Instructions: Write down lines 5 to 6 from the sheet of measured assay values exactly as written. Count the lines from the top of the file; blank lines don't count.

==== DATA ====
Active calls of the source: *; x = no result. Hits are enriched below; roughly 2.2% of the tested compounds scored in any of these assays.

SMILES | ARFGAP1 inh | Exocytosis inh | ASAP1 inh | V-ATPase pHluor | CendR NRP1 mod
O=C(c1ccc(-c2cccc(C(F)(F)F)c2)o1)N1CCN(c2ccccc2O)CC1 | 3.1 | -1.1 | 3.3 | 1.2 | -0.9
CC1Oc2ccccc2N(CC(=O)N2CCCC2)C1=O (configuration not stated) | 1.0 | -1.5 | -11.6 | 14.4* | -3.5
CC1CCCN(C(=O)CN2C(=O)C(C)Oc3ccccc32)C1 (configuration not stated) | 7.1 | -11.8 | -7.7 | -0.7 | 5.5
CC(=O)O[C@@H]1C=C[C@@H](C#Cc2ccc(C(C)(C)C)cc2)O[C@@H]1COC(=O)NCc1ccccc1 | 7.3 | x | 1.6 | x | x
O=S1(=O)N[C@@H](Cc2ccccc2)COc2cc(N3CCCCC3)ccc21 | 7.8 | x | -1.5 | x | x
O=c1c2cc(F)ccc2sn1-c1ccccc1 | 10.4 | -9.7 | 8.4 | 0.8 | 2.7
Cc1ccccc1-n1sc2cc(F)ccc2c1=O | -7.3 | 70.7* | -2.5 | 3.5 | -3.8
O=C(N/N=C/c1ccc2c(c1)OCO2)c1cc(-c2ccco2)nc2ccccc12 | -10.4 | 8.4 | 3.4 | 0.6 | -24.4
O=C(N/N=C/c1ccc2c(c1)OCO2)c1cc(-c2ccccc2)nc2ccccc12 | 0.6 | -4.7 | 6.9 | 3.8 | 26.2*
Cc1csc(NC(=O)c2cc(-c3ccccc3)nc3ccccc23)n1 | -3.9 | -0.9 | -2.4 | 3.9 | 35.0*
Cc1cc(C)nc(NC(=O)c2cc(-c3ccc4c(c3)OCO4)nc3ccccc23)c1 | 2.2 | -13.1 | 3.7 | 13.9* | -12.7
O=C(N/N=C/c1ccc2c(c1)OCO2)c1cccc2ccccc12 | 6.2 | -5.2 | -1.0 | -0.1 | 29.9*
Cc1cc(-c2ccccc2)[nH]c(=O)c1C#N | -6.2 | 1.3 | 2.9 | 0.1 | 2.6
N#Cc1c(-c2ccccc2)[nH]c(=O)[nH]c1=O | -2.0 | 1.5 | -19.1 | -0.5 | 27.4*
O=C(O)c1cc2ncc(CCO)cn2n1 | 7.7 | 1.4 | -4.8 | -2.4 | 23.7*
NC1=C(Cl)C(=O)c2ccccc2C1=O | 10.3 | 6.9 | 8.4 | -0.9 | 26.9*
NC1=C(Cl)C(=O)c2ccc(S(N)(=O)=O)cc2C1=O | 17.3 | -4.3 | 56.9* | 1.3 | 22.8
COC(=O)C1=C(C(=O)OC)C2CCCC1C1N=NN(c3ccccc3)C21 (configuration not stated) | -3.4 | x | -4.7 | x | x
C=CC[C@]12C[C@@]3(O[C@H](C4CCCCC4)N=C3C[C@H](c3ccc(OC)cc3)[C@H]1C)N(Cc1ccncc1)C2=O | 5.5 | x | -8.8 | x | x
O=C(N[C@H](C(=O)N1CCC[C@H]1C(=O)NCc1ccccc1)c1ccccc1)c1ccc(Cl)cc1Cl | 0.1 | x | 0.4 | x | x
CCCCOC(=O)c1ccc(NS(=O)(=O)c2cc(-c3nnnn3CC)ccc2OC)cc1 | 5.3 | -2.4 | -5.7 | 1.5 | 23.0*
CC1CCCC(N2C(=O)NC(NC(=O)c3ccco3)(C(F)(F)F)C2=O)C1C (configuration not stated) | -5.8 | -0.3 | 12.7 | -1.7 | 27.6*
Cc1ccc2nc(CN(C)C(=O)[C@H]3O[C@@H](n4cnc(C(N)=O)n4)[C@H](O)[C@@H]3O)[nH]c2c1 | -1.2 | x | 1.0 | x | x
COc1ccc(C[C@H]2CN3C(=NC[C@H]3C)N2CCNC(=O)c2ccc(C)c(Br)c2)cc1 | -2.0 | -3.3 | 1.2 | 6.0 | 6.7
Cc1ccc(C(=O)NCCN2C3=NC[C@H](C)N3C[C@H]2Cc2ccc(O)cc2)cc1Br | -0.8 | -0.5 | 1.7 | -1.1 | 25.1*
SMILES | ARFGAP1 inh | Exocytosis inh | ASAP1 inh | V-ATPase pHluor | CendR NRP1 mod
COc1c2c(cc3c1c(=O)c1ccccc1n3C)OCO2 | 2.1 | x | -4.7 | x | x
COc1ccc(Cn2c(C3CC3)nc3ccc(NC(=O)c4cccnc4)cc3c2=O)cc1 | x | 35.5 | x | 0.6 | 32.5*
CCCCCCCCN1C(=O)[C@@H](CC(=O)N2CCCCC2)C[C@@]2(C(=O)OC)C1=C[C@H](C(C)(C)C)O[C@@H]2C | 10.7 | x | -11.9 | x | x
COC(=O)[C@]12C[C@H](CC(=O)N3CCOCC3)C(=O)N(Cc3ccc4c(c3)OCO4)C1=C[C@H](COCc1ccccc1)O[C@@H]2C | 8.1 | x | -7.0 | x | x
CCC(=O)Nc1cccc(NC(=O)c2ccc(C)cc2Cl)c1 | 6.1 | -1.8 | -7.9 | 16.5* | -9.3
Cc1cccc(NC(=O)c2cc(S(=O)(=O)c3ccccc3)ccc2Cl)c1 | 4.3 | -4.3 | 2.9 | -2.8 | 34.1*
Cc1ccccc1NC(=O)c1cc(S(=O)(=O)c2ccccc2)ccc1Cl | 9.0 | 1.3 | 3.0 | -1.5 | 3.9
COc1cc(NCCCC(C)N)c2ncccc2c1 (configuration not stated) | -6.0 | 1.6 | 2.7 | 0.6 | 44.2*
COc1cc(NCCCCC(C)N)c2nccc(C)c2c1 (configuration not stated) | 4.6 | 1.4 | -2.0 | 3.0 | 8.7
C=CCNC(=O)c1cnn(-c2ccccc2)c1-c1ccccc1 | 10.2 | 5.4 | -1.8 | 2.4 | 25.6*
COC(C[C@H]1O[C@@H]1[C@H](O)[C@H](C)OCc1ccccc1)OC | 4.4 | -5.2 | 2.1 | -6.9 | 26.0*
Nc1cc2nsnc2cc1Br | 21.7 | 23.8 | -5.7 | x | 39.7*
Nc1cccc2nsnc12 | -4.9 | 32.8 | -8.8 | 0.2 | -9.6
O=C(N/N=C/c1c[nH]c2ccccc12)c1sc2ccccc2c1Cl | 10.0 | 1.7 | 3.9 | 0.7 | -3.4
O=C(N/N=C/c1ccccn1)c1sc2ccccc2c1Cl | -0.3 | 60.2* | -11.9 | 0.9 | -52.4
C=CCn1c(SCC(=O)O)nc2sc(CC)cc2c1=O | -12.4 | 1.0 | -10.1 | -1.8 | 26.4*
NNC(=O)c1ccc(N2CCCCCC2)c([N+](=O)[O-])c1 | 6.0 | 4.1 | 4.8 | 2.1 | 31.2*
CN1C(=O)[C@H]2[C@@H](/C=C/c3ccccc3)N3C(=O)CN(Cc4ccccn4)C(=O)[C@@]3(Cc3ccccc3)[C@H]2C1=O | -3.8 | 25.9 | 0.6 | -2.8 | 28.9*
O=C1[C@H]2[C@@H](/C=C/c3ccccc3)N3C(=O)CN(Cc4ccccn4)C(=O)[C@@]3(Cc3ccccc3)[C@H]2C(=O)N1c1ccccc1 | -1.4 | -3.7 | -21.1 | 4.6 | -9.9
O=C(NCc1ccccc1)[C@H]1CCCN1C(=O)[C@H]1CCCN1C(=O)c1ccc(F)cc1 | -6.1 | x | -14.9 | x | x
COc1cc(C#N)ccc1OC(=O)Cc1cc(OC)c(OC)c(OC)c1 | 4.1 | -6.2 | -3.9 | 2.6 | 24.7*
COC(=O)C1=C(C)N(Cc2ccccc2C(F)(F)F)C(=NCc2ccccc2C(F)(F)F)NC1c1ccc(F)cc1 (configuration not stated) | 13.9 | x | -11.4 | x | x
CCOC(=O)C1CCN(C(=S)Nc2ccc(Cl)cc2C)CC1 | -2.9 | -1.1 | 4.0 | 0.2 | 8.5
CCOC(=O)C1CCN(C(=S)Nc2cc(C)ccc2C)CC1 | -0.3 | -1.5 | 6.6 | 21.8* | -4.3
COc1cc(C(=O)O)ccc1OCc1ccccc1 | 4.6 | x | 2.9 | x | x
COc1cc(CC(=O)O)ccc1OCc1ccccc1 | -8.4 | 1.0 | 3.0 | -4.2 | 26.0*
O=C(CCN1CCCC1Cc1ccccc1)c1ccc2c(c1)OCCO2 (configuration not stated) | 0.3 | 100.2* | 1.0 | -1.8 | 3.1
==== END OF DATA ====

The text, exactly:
CC1CCCN(C(=O)CN2C(=O)C(C)Oc3ccccc32)C1 (configuration not stated) | 7.1 | -11.8 | -7.7 | -0.7 | 5.5
CC(=O)O[C@@H]1C=C[C@@H](C#Cc2ccc(C(C)(C)C)cc2)O[C@@H]1COC(=O)NCc1ccccc1 | 7.3 | x | 1.6 | x | x